Trial Date Set for Class-Action Lawsuit Against American Airlines Over ESG Pension Investments
Trial Date Set for Class-Action Lawsuit Against American Airlines Over ESG Pension Investments

By Matt McGregor

A pilot’s class-action lawsuit against American Airlines (AA) for allegedly investing pension funds in environmental, social, and corporate governance (ESG) funds is set to be heard on June 24 after a Texas district judge denied a request for dismissal.

AA filed its motion for dismissal in February of this year.

The case revolves around plaintiff Bryan Spence’s allegation that AA—headquartered in Fort Worth, Texas—violated its fiduciary obligation to the Employee Retirement Income Security Act (ERISA) “by investing millions of dollars of American Airlines employees’ retirement savings with investment managers and investment funds that pursue political agendas” through ESG initiatives.

Texas District Judge Reed O’Conner wrote in his order that the plaintiffs allege AA disregarded the welfare of its employees by investing in poorly performing ESG funds managed by firms like BlackRock, which “pursue pervasive ESG agendas.”

BlackRock owns more than 5 percent of stock in American Airlines and roughly $400 million of AA’s fixed income debt, according to the order.

The class-action lawsuit, which has approximately 100,000 participants, names pilot Bryan Spence as its head plaintiff.

The lawsuit argues that because BlackRock focuses on sociopolitical outcomes rather than on financial returns, AA’s investment harmed the financial interest of AA employees.

It alleges that many of the ESG funds AA’s includes in its 401(k) employee pension fund are “more expensive for Plan participants to own compared with similar non-ESG investment funds, underperform financially compared with similar non-ESG investment funds, and engage in shareholder activism to achieve ESG policy agendas rather than maximize the risk-adjusted financial returns for Plan participants.”

The complaint alleges further that the AA chose investment options that violated the Employee Retirement Income Security Act regulations by choosing plans that focus on nonfinancial objectives, rather than “the exclusive purpose of maximizing financial returns for investors.”

“A prudent fiduciary would have removed these funds, but the Plan’s fiduciaries have failed to do so, costing the Plan participants millions of dollars in lost earnings they would have earned had the Plan’s fiduciaries offered more prudent investments that were readily available at the time Defendants selected and retained the ESG funds at issue,” the complaint stated.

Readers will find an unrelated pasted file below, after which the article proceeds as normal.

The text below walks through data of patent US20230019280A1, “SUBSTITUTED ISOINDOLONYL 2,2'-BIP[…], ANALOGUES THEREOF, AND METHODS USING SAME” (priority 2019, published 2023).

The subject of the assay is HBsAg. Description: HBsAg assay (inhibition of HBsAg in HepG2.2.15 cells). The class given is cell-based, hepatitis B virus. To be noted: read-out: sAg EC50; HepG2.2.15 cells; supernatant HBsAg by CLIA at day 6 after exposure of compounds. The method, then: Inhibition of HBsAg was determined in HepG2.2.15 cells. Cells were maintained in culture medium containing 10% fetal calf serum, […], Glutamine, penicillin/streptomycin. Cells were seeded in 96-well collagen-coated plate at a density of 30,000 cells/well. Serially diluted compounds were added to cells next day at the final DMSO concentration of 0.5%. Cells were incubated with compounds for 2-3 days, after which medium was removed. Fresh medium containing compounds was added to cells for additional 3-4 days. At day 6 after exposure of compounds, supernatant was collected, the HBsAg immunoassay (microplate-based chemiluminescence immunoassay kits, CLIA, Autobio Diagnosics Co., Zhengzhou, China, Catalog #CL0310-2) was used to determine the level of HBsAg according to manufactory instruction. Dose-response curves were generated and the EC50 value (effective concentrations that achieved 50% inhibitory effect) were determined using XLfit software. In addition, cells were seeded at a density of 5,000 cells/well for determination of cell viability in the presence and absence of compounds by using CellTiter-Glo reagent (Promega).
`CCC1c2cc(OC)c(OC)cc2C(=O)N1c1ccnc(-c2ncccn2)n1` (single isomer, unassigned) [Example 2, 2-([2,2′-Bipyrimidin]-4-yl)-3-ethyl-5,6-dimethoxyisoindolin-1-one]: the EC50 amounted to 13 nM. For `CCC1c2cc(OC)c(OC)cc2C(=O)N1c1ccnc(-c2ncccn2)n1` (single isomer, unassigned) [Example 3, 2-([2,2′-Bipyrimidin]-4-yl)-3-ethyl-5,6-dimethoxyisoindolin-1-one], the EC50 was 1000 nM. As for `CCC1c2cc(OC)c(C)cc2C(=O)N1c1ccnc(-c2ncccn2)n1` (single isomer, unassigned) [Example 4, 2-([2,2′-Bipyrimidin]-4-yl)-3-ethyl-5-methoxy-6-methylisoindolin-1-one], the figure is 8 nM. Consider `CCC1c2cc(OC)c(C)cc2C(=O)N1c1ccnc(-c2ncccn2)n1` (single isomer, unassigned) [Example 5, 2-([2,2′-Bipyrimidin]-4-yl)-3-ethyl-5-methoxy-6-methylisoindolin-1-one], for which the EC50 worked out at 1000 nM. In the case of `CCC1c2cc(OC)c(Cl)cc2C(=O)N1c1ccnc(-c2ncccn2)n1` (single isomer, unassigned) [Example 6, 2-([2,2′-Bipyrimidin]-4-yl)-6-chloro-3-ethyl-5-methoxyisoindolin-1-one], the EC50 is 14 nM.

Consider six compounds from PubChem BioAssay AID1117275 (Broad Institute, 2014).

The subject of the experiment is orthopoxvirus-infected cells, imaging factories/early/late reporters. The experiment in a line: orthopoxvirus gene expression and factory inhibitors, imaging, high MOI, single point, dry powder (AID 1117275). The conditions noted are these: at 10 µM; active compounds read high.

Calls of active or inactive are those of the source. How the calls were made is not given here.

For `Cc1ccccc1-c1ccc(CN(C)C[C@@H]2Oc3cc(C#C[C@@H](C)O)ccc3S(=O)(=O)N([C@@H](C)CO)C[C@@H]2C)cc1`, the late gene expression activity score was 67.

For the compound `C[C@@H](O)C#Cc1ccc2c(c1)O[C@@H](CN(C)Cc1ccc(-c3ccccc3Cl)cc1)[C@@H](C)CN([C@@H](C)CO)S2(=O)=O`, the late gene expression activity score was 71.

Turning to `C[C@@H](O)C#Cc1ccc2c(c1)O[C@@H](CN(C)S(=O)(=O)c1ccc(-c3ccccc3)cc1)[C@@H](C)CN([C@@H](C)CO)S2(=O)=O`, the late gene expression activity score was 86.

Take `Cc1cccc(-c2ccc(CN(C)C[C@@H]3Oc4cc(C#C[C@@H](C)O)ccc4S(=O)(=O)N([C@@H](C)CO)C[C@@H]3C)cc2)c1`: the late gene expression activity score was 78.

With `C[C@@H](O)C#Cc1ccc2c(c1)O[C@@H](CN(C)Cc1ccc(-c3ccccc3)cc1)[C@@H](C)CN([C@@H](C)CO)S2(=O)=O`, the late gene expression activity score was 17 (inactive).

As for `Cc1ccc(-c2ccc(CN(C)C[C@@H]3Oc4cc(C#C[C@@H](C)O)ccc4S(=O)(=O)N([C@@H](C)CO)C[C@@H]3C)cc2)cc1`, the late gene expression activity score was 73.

The Epoch Times contacted AA and BlackRock for comment.

AA’s Response to Proposed Findings of Fact

Among AA’s detailed responses to the allegations, AA disputes what the complaint says constitutes investing in ESG, calling it “a subject of debate among industry professionals” that “can be viewed as encompassing many different investment approaches with various objectives.”

AA also disputes the complaint’s claim that ESG investing underperforms by stating that it’s irrelevant and unsupported by evidence.

AA also disputes the claim that BlackRock was its “largest investment manager,” calling the phrase vague.

It also disputes the claim that it failed to monitor BlackRock’s management of funds and argues that its financial investments were made with employee knowledge.

“Defendants do not dispute that, as the result of participants’ decisions as to how to allocate their individual accounts, a greater percentage of the Plans’ assets have been invested through BlackRock than with any other manager,” AA says.

In response to an allegation that AA is “fully committed to ESG strategy as a company,” AA says in its list of disputes that this claim is “vague and unsupported by evidence.”

“American pursues certain ESG-related initiatives in a corporate capacity, such as seeking to reduce emissions and maintain a diverse workforce,” AA says.

However, it argues, those initiatives, which “are commonplace among America’s largest corporations, didn’t come into play with the pension fund investment plans.

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